Mideast Christian Suffering, U.S. Denial

When a 1,400-year-old Iraqi Christian monastery was destroyed by the Islamic State (ISIS) most of the world condemned the demolition — except for spokesman for the U.S. military’s Operation Inherent Resolve, Col. Steve Warren.

“Thousands [of Iraqi Christians] have been killed, hundreds of thousands have been forced to flee,” said CNN’s Wolf Blitzer in an interview with Col. Warren the other week. “There is legitimate fear — you’re there in Baghdad — that the long history of Christians living peacefully, productively in Iraq, is coming to an end. How worried should we be about the Christian community in Iraq?”

Col. Warren’s response: “Wolf, ISIL doesn’t care if you’re a Christian … We’ve seen no specific evidence of a specific targeting towards Christians.”

Except that roughly two-thirds of Iraq’s 1.5 million Christian citizens have been killed or forced to flee the country by ISIS and its jihadi predecessors over the past decade. This has nothing to do with their religious identity?

In Iraq and everywhere else it has conquered, ISIS has, at a minimum, rigorously enforced on pain of death Islam’s dhimmi laws, which require Christians to pay extortion money (jizya) for “protection,” and agree to live by a set of degrading rules.


Even in Israel Claiming Our Birthright Controversial

Beyond the Cusp

One would think that with all the reasons that continue to pile up that in Israel at least we would see the solution and not be blocked by what is termed a right of center nationalist Zionist government, but you would be wrong. Naftali Bennet, who campaigned as a nationalist, religious Zionist, has turned from insisting that once we settle in an area that we stay and not destroy Jewish neighborhoods traumatizing complete communities and sparing few from the soured grapes of government wrath to Netanyahu’s pet attack bulldog assailing all who were those who supported Jewish Home with their votes. Benyamin Netanyahu claims he understands the will of the people, the vast majority of the people, when they yell in their hearts and minds to settle the land and send the bands of thugs from amongst our midst, but he sits on a report which grants and explains the…

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Trade figures prove Britain’s future lies outside the EU

Britain’s trade figures released by the ONS last week have provided further evidence of how the nation’s trading future lies outside the EU.

The UK’s trade deficit with the EU rose to an all-time high of £89 billion — a figure which fully demonstrates the importance of Britain as the EU’s biggest single trade market. For those who have argued Britain would be prevented from securing a favourable trade deal following Brexit, the figures make humbling reading.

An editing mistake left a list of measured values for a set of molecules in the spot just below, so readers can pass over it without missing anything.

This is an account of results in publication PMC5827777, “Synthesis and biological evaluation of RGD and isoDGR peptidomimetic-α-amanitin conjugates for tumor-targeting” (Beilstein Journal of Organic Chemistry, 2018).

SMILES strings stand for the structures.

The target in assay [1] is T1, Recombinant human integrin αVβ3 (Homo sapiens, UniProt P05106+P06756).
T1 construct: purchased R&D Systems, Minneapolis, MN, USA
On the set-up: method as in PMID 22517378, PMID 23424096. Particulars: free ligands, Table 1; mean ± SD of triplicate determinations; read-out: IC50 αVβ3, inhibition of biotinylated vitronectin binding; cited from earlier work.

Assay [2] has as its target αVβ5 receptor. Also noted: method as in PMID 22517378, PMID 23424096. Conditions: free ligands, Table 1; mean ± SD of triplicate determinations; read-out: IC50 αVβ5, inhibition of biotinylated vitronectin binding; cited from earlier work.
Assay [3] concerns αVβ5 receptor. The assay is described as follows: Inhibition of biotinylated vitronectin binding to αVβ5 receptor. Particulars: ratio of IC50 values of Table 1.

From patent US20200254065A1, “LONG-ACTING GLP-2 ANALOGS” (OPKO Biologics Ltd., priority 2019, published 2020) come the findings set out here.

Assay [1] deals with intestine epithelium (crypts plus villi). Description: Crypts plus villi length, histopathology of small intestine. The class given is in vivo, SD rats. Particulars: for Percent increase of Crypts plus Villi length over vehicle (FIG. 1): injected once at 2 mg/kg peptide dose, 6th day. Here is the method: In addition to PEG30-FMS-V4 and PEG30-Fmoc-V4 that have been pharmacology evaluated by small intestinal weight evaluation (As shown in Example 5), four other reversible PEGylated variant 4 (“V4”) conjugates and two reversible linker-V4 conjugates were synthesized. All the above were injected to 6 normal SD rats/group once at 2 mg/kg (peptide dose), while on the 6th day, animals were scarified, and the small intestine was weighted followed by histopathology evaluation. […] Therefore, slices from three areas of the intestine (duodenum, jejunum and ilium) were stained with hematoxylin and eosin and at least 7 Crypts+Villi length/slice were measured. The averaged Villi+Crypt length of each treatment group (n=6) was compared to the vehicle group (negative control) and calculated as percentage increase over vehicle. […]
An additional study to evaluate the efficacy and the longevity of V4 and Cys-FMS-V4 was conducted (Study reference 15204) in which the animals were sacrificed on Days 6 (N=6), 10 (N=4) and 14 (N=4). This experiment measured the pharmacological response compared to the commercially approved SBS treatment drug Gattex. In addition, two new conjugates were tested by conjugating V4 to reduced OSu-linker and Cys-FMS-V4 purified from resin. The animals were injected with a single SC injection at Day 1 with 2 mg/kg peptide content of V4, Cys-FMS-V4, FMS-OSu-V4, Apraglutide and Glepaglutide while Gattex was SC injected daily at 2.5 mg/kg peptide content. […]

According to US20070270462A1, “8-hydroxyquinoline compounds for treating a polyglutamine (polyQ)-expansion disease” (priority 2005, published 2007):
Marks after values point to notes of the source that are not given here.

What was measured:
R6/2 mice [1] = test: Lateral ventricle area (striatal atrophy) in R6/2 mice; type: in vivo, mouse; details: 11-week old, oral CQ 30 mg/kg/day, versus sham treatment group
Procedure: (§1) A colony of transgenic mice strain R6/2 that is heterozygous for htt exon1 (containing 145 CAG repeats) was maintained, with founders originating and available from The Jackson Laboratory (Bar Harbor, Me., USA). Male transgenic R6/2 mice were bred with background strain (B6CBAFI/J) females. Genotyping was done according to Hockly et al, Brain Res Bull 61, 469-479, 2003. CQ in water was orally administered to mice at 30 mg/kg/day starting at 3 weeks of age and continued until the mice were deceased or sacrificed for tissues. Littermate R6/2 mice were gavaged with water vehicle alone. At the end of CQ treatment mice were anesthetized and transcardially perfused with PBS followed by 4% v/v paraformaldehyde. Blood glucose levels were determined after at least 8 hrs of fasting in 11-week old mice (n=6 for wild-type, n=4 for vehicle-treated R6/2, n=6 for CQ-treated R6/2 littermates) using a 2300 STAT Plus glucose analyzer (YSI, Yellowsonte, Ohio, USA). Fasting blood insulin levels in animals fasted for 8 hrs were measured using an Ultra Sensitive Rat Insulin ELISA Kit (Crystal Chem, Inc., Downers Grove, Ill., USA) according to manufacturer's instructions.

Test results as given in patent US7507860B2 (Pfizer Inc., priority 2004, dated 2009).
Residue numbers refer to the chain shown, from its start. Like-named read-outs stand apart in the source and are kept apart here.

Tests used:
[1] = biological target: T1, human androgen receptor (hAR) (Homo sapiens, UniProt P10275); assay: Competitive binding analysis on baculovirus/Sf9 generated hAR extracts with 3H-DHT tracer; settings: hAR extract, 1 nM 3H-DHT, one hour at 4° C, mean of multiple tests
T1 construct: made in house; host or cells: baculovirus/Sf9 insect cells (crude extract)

British importers and consumers have been propping up the economies of struggling eurozone countries — including Spain and Italy — alongside being vital markets for the economic heavyweights of France and Italy. This major imbalance should greatly strengthen the negotiating position of the UK post-Brexit, as the British Prime Minister could have simply threatened to walk away if he was not offered a good enough deal.

Such a decision would be disastrous for major European producers and manufacturers, such as German car manufactures, who would demand their respective governments offer Britain a better deal – despite the latest threats from Brussels they will make it hard for Britain with huge trade tarriffs. This is unlikely to happen, as they want to sell more to us then the other way around.

It is a shame Cameron instead decided to go into the negotiations shutting the proverbial door behind him, with his fellow EU leaders well aware he wants to keep Britain inside the EU — at any cost. Instead of putting forward the deal he promised Britain in his famous Bloomberg speech, and being prepared to walk away if he did not succeed — Cameron bottled it, abandoning any attempt to bring necessary reform to the EU.


Danish imam urges govt to accept child marriages among refugees

Chainsoff's Blog

Oussama el-Saadi © Bjorn Lindgren
A high-profile imam has urged the Danish government to accept child brides, as the practice is part of the culture of many refugees arriving in the country. It follows an announcement by Denmark that such couples will be separated under Danish law.

Imam Oussama El-Saadi, of the Aarhus mosque in Denmark, said that child brides should be looked at from a “different perspective.”